Rime’s gamescom 2014 trailer was certainly beautiful, but did you know it was also pretty communicative?
Rime creative director Raul Rubio Munarriz has revealed a ton of information which developer Tequila Works hid or merely suggested in the gorgeous trailer.
You should watch the Rime gamescom 2014 trailer if you haven’t already – and then consult the details below.
According to Munarriz, animals aren’t just decoration in Rime. If you see seagulls flying in one direction, or circling, you should follow them. Meanwhile, watch out for dangerous animals – sows and piglets will often be accompanied by a boar.
Animals are just one type of guide to exploring the island; players won’t have quests or objectives, but will need to watch for subtle clues to figure out how to progress and unlock the island’s secrets.
Even places that look empty may hold secrets. Although it’s an open world, it’s not necessarily easy to get everywhere and find everything. Players will need to swim, and climb the often highly vertical landscape. Tequila Works promises underwater exploration will be fun, not onerous. Regarding sea travel, Munarriz said the boat scene is not a flashback or flashforward. Sometimes, the environments will change between visits.
The key symbol that appears on the tower and the rock is repeated several times, and will be important to the finished game. The tower contains secrets, but can be accessed early in the game. The architecture hints that someone inhabited the island before you; the statues you see around “aren’t just statues”, apparently. Munarriz commented that the statues and shadows are opposite colours.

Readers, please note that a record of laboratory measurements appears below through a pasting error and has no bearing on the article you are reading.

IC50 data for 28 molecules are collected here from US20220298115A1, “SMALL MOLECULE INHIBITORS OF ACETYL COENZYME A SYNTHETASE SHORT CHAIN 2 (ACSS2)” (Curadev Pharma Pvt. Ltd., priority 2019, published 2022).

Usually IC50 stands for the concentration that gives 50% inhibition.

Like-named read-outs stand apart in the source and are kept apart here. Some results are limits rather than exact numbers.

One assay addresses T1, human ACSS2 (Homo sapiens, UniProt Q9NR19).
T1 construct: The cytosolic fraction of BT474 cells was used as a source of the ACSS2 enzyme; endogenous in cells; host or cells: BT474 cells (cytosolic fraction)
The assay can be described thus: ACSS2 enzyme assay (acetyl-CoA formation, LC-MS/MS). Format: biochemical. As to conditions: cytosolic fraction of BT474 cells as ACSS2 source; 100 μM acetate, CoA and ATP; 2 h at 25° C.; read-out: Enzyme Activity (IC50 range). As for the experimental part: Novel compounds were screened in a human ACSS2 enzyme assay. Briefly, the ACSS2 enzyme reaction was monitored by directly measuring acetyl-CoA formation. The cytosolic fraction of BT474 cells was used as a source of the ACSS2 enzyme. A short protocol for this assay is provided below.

“The people that were on the island before you were primitive, they didn’t invent the wheel – they didn’t even invent fire, but they could manipulate matter somehow,” Munarriz said.
“These golems behave like flocks of birds or even whales migrating. At this point you’re taking advantage of that migration to move around. These are peaceful creatures, and that’s why the boy looks so relaxed sitting up there.”
Light and sound are utilised in puzzles, as is perspective. The fox shown in one scene is an example of perspective in action.
Speaking of light, the shadowy figures aren’t necessarily enemies. There’s no good or evil, Munarriz said, and weapons won’t work on the shadows. That said, the director did warn against ‘making the island angry’.
In addition to dealing out a variety of snippets of info, Munarriz shared some beautiful screenshots and GIFs, not all of which we’ve included here – so visit the PlayStation Blog if you’d like to give your eyeballs a treat.
Rime is coming to PS4, but no release date has been announced. Can you believe Microsoft passed on this one?